there’s something lost, i think, in this world of instant documentation & sharing — ‘what are you doing right now?’ facebook has goaded us for years. thinking back to the time we got stranded on a small island in the atlantic with no reception, aided only by the photos we took & the small notebook i brought with me, it brings back a feeling of… surrealness. was that really us? did that really happen? do we really take the time to look back on wonderful things that have happened to us and truly appreciate them? or do we race ahead to the next thing to post on social media?
our trip to the faroe islands a couple years ago was a trip of a lifetime, and we haven’t shared nearly enough about our experiences there. the faroes are a tiny chain of islands in the middle of the north atlantic, located in between the northern islands of scotland & iceland — pretty remote and tricky to get to. we could find only one single guidebook in english before we left, which we bought & read cover to cover. we even contacted a girl who’s photos we found online to ask for recommendations (& she was lovely and honestly better than the guidebook, thanks tiffany!). in the guidebook, the author mentioned a particular instance in which he was stranded for several days on one of the remote islands during a storm. dave & i joked about this happening to us, ha. he kept saying ‘stop joking about this.’ well. it did. it happened to us.
it’s about a twenty minute ride on a small boat from one of the main islands. the longest twenty minutes of my life. we zigzagged through the water navigating the swells, clutching onto the edge of the benches where we sat as the boat lurched this way and that. i’ve never been more terrified. all the photos we have from that boat are dave’s because i was too busy trying to breathe and convince myself we weren’t going to die. we arrived into a long narrow inlet with cliffs on either sides and jumped off the boat with waves crashing around us. a few supplies were thrown onto the concrete platform and the boat was off again before we’d climbed up the steps into the small village.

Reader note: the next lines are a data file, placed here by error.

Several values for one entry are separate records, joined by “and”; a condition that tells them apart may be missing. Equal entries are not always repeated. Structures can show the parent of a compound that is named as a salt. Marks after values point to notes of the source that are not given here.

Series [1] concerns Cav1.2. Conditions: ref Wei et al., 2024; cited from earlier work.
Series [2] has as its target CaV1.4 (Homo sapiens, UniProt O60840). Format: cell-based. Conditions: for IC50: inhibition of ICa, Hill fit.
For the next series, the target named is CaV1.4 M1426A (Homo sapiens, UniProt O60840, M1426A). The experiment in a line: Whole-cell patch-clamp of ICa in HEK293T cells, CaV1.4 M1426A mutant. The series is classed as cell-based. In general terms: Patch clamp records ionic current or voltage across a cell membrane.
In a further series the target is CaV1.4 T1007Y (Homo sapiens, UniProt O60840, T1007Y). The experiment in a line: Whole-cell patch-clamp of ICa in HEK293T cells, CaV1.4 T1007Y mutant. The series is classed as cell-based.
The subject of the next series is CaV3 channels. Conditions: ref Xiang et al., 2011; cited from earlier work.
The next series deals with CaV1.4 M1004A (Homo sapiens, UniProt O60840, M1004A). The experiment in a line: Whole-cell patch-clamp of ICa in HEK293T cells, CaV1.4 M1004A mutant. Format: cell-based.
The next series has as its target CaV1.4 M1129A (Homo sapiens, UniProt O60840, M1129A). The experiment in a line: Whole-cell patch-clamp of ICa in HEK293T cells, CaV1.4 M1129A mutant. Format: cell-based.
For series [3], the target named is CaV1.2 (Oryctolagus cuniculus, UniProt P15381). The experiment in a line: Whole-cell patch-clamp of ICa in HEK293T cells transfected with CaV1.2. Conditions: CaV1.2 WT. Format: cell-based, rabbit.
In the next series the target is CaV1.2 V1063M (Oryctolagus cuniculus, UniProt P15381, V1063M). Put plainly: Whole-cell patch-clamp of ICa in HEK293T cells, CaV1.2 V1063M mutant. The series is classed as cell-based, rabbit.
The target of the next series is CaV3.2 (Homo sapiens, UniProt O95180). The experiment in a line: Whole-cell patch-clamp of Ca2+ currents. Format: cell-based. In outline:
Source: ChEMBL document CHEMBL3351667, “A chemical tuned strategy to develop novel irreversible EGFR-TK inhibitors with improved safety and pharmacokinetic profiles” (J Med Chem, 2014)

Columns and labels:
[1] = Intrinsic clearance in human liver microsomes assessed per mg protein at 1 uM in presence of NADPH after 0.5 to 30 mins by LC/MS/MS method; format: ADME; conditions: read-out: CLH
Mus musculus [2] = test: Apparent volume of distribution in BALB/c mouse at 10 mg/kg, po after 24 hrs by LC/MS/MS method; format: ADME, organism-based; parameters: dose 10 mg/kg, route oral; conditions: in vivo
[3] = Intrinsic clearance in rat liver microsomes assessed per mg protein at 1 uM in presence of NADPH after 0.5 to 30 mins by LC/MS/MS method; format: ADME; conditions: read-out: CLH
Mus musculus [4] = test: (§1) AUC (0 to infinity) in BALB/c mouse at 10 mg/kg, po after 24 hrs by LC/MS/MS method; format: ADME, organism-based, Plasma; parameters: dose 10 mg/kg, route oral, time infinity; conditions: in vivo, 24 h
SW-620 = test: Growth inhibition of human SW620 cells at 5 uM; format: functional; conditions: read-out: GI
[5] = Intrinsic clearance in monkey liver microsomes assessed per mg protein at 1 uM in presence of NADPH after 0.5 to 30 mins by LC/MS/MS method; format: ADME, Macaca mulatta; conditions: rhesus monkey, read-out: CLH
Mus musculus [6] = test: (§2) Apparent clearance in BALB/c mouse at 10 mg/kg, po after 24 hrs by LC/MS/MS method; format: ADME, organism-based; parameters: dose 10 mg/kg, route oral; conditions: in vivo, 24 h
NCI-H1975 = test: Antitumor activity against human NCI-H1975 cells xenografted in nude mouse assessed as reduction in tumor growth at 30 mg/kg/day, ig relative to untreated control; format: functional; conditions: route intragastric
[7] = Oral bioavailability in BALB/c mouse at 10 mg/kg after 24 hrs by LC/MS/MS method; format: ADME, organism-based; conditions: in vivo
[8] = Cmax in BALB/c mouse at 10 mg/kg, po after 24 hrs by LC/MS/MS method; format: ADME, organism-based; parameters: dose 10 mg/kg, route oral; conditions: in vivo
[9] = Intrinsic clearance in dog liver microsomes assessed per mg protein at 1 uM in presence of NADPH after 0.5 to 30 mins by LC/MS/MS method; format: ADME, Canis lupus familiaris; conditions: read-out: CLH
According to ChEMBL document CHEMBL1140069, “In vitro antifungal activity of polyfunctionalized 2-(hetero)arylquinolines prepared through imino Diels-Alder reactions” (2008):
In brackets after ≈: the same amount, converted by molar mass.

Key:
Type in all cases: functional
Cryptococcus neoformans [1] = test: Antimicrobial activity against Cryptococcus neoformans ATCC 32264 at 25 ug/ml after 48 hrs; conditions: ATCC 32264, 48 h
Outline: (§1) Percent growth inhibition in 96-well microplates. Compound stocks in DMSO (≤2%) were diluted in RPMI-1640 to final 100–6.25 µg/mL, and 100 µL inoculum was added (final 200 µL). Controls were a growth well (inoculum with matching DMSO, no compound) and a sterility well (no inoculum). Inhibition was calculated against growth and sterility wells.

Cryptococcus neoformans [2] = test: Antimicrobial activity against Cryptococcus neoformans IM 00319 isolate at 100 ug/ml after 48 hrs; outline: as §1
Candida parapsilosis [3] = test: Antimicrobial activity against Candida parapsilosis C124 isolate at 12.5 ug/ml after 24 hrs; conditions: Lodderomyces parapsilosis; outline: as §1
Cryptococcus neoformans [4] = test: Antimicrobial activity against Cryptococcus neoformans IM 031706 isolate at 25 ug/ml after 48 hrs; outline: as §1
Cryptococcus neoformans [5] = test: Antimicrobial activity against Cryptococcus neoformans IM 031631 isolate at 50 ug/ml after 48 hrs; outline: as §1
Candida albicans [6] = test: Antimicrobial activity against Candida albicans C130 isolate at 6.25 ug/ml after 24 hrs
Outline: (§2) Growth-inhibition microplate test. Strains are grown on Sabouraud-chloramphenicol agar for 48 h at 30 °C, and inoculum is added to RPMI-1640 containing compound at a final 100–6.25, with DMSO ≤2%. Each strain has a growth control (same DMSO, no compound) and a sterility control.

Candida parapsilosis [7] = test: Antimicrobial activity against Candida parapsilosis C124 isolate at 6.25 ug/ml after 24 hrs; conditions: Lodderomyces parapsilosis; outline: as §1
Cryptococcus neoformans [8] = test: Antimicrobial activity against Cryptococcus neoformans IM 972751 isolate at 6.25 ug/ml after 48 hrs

welcome to mykines, population, 14.
dave & i hiked along the ridge of the island to the point with the lighthouse, beside gut-wrenching drops and flocks of puffins circling overhead. by the time we made it out there, we had a whole view of the island stretching behind us, quickly disappearing under a low cloud heading our way. as quickly as we arrived we started retracing our steps, the steep dirt paths turning to rushing streams. i had to resort to pulling myself along my tufts of grass through the slippery mud slopes, every inch of our bodies quickly soaked by the rain. we arrived back to the village and the one cafe in town. we wrung out our clothes in the washroom, set our boots and socks to dry by the radiator. we had warm drinks with the two other couples who’d come over on the boat while waiting for it to come pick us up again.
except, the boat did not come pick us up. the waves from the storm were too much to risk coming into the tiny inlet on mykines. on the faroe islands, mother nature reigns. the group of us walked back into town, with nothing but our backpacks and the (wet) clothes on our backs, with no clue how long we’d be waiting there. we stayed at the same one cafe in town in a few rooms in the attic, drank beer and listened to stories. by the following afternoon, the boat still couldn’t make it in and so we got the surprise of our first ride in a helicopter.
it felt exhilarating, the not knowing. the letting go of control, the being grateful for a single room and good company; for being in a beautiful place & experiencing generosity there.
now, i just wish we’d be stranded longer.
the word ‘adventure’ has just gotten overused. for me, adventure is when everything goes wrong. that’s when the adventure starts / yvon chouinard